Charities vow to continue street fundraising after Gift Fundraising goes into administration

The agency, which said it worked with 18 major not-for-profits including the National Deaf Children's Society and Rethink Mental Illness, ceased trading on Friday

Street fundraising
Street fundraising

Charities that used the street fundraising company Gift Fundraising to carry out face-to-face fundraising have said they will continue to use the method, despite the agency going into administration last week.

Gift Fundraising, the UK’s largest and longest-established street fundraising company, went into voluntary administration and stopped trading on Friday with the loss of 300 fundraising jobs. The company said it worked for 18 major not-for-profit organisations.

James Huitson, associate director fundraising at Rethink Mental Illness, which used the agency, said the move would have a short-term impact on how the charity would raise money. But he said Rethink had planned for street fundraising to be a key part in the growth of its donor income over the next few years.

"Face-to-face is an important component of how we raise money," he said. "I would hope it’s something we can find a way to continue to do in the future."

A spokeswoman for World Vision said it was sad to hear that Gift had gone into voluntary administration and that it would have a short-term impact on the charity as it sought to find another partner agency.

"We will continue to support face-to-face fundraising," she said. "Our research shows that over the last 10 years this method has consistently been able to engage and inform people about World Vision's work."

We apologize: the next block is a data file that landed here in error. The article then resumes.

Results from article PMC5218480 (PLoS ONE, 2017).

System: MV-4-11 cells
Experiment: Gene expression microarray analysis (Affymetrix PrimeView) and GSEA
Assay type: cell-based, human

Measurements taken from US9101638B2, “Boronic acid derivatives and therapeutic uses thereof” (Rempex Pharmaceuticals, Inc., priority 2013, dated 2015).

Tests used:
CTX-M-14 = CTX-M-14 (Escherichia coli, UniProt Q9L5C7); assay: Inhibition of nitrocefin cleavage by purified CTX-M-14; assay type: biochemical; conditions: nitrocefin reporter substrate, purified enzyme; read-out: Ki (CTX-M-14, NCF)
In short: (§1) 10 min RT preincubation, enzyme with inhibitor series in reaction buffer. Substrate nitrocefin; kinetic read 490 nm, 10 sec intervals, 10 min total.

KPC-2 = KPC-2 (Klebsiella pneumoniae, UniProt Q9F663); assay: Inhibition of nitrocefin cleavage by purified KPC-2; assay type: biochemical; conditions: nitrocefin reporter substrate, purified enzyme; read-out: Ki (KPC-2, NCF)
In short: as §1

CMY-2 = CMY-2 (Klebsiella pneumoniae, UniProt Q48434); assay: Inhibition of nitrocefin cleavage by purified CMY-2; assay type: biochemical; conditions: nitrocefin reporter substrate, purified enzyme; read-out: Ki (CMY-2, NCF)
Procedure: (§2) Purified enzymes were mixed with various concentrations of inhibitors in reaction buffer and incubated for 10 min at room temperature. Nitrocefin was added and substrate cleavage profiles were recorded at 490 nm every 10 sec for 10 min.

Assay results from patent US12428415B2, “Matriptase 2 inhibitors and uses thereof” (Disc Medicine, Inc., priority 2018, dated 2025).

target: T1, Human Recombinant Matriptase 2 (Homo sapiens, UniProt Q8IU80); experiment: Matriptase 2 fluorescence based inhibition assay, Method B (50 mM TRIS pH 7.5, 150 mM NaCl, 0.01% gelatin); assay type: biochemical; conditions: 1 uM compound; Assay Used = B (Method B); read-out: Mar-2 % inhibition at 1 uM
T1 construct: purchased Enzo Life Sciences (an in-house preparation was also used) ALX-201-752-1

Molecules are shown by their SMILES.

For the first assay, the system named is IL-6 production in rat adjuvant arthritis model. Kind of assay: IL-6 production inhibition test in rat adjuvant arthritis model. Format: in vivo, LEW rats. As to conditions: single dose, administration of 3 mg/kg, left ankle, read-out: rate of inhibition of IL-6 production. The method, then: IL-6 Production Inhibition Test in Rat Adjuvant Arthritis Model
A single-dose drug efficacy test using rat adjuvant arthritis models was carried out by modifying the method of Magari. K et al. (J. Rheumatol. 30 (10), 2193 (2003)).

Ben McNaught, head of supporter marketing at the National Deaf Children’s Society, said face-to-face fundraising was a successful source of income. "We will continue to work with our other face-to-face fundraising suppliers," he said.

Liz Tait, director of fundraising for Battersea Dogs & Cats Home, said it would continue to use face-to-face fundraising.

A spokesman for the Great Ormond Street Hospital Children’s Charity said: "We only heard about Gift Fundraising on Friday and we are evaluating the position. We routinely reconsider our fundraising approaches from time to time, but no decision has been taken to discontinue face-to-face fundraising in principle.

Ian MacQuillin, head of communications at the Public Fundraising Regulatory Association, said that although charities’ demand for street fundraising outstripped the supply that agencies could provide, the absence of Gift from the market could allow other agencies to grow.

He said other agencies had already started bidding for use of the face-to-face fundraising sites that Gift had used.

"Our figures show that face-to-face and door to door donor sign up rates are up by 10 per cent so far this financial year," he added.

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